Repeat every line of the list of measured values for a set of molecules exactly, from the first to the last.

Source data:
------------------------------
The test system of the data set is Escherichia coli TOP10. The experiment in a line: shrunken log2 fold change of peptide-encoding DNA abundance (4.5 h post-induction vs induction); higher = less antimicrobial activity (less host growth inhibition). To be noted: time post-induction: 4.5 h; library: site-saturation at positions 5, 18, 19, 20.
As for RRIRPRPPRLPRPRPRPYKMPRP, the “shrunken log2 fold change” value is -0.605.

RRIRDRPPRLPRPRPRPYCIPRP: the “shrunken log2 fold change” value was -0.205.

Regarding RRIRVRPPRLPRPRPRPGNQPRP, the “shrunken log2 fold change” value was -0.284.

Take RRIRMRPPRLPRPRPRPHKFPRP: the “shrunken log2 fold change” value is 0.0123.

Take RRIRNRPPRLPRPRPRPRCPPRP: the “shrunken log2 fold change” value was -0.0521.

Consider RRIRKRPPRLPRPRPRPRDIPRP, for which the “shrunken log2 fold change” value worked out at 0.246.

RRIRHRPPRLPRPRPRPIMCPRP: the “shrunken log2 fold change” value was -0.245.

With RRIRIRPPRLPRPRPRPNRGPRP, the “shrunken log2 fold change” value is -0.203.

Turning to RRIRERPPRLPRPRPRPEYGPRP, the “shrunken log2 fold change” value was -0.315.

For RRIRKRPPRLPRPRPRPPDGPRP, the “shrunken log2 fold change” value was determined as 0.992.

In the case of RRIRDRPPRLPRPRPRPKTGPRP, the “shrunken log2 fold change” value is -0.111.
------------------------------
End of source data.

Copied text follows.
The test system of the data set is Escherichia coli TOP10. The experiment in a line: shrunken log2 fold change of peptide-encoding DNA abundance (4.5 h post-induction vs induction); higher = less antimicrobial activity (less host growth inhibition). To be noted: time post-induction: 4.5 h; library: site-saturation at positions 5, 18, 19, 20.
As for RRIRPRPPRLPRPRPRPYKMPRP, the “shrunken log2 fold change” value is -0.605.

RRIRDRPPRLPRPRPRPYCIPRP: the “shrunken log2 fold change” value was -0.205.

Regarding RRIRVRPPRLPRPRPRPGNQPRP, the “shrunken log2 fold change” value was -0.284.

Take RRIRMRPPRLPRPRPRPHKFPRP: the “shrunken log2 fold change” value is 0.0123.

Take RRIRNRPPRLPRPRPRPRCPPRP: the “shrunken log2 fold change” value was -0.0521.

Consider RRIRKRPPRLPRPRPRPRDIPRP, for which the “shrunken log2 fold change” value worked out at 0.246.

RRIRHRPPRLPRPRPRPIMCPRP: the “shrunken log2 fold change” value was -0.245.

With RRIRIRPPRLPRPRPRPNRGPRP, the “shrunken log2 fold change” value is -0.203.

Turning to RRIRERPPRLPRPRPRPEYGPRP, the “shrunken log2 fold change” value was -0.315.

For RRIRKRPPRLPRPRPRPPDGPRP, the “shrunken log2 fold change” value was determined as 0.992.

In the case of RRIRDRPPRLPRPRPRPKTGPRP, the “shrunken log2 fold change” value is -0.111.